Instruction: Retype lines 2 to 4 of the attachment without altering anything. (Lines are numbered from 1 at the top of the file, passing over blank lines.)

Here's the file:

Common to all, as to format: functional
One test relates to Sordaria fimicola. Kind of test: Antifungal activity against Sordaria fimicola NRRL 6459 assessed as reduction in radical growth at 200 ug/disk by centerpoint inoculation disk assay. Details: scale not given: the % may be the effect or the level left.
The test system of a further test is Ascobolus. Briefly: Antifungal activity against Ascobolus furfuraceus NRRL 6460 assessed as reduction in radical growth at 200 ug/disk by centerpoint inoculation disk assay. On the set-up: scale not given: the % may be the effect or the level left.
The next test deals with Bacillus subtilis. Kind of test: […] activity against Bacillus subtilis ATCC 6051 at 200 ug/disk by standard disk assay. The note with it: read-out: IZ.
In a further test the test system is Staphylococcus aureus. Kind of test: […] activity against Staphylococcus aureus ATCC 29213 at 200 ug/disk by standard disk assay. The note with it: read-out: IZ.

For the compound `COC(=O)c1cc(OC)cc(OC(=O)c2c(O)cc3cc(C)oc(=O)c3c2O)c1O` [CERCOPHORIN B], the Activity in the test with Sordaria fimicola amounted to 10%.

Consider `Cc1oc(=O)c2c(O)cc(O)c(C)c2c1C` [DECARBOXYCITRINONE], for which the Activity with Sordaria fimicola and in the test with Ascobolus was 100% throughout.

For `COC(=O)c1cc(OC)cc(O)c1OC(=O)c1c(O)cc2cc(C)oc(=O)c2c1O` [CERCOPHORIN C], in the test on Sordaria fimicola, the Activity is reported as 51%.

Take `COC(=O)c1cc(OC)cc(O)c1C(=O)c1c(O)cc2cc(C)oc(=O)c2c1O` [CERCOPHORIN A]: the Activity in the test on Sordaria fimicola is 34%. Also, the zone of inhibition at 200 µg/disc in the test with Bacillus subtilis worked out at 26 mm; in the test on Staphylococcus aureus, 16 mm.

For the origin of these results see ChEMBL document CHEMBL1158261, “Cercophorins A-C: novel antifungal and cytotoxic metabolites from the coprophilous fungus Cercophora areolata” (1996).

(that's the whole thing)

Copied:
One test relates to Sordaria fimicola. Kind of test: Antifungal activity against Sordaria fimicola NRRL 6459 assessed as reduction in radical growth at 200 ug/disk by centerpoint inoculation disk assay. Details: scale not given: the % may be the effect or the level left.
The test system of a further test is Ascobolus. Briefly: Antifungal activity against Ascobolus furfuraceus NRRL 6460 assessed as reduction in radical growth at 200 ug/disk by centerpoint inoculation disk assay. On the set-up: scale not given: the % may be the effect or the level left.
The next test deals with Bacillus subtilis. Kind of test: […] activity against Bacillus subtilis ATCC 6051 at 200 ug/disk by standard disk assay. The note with it: read-out: IZ.